I bet you do well with that. I'm older, 68, and well off but not so rich. While I enjoy some investment research, I think I want to get this on automatic pilot, enjoy travel and hobbies, and set up a program that my wife can continue if I die first.
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Old 12-21-2014, 09:19 AM   #14
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Barclays bank is now paying 1% on it's online saving account and 2.25% for a 60 month CD. We shuffle money around a lot, so it is nice to have it making a bit when it is just sitting. (Actually we prefer TIAA direct, which pays a tad less but is much easier to work with.)
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Old 12-21-2014, 09:34 AM   #15
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I have a combination of older CDs that are paying over 3% (but about to expire, darn it) and a stable value fund. I also have 2 bond funds - one tips, one not.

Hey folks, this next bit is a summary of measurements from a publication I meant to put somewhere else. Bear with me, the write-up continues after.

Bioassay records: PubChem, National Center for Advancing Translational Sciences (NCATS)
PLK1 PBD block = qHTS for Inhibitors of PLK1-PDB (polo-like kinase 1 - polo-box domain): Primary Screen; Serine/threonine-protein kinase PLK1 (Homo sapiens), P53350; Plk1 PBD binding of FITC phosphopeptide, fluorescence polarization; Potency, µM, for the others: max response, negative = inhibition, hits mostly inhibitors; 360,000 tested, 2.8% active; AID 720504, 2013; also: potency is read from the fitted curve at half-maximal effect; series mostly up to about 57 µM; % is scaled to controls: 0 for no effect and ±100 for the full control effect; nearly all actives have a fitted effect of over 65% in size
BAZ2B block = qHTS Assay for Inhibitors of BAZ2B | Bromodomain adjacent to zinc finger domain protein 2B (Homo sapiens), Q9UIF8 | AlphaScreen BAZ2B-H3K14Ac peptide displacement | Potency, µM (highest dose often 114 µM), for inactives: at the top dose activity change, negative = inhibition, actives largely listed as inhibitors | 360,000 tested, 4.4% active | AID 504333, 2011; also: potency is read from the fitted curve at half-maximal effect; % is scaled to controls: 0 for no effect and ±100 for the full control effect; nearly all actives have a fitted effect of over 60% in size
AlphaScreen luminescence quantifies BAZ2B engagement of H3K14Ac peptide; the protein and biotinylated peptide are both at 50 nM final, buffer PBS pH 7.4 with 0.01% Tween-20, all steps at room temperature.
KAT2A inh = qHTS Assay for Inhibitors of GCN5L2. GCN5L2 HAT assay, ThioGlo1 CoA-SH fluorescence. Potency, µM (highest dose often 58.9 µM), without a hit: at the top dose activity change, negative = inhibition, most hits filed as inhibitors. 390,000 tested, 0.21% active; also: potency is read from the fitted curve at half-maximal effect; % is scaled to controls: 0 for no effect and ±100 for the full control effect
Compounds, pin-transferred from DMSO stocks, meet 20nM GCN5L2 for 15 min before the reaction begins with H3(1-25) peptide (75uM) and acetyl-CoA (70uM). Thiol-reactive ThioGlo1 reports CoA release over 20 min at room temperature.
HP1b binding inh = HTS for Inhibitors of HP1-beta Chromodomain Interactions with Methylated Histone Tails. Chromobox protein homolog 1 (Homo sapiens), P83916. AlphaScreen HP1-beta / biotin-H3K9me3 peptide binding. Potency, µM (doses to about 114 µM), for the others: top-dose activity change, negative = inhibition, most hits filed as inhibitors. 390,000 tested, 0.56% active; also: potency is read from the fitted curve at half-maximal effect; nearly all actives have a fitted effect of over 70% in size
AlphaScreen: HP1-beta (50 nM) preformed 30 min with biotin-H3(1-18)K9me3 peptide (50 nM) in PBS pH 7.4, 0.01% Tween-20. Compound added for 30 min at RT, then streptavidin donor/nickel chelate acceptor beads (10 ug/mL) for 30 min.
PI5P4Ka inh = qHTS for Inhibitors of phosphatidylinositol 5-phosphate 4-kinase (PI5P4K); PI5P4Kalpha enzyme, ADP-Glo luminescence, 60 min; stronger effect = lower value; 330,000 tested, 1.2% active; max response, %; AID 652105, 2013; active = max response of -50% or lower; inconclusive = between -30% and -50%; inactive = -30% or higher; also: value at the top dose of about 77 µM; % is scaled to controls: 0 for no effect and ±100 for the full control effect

The only reason I'm keeping my old 401k is the stable value fund. When interest rates rise I'll roll it out and ladder some CDs.
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Old 12-21-2014, 12:12 PM   #16
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I have a combination of older CDs that are paying over 3% (but about to expire, darn it) and a stable value fund. I also have 2 bond funds - one tips, one not.

The only reason I'm keeping my old 401k is the stable value fund. When interest rates rise I'll roll it out and ladder some CDs.

Same here. No good alternative to stable value outside of a 401k. Too bad a similar product isn't available outside of 401k's. If it were limited to individuals only, had limits on investment size and number of transactions per year you would think it would be a profitable enterprise for the big families (e.g. Fidelity) to offer.
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Old 12-21-2014, 03:38 PM   #17
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Quote:
Originally Posted by Don46 View Post
...
I used my main IRA to invest in Vanguard Short Term Bond Fund, VBISX. It earns slightly over 1 pct in dividends. I was/am worried about rising interest rates undermining bond values.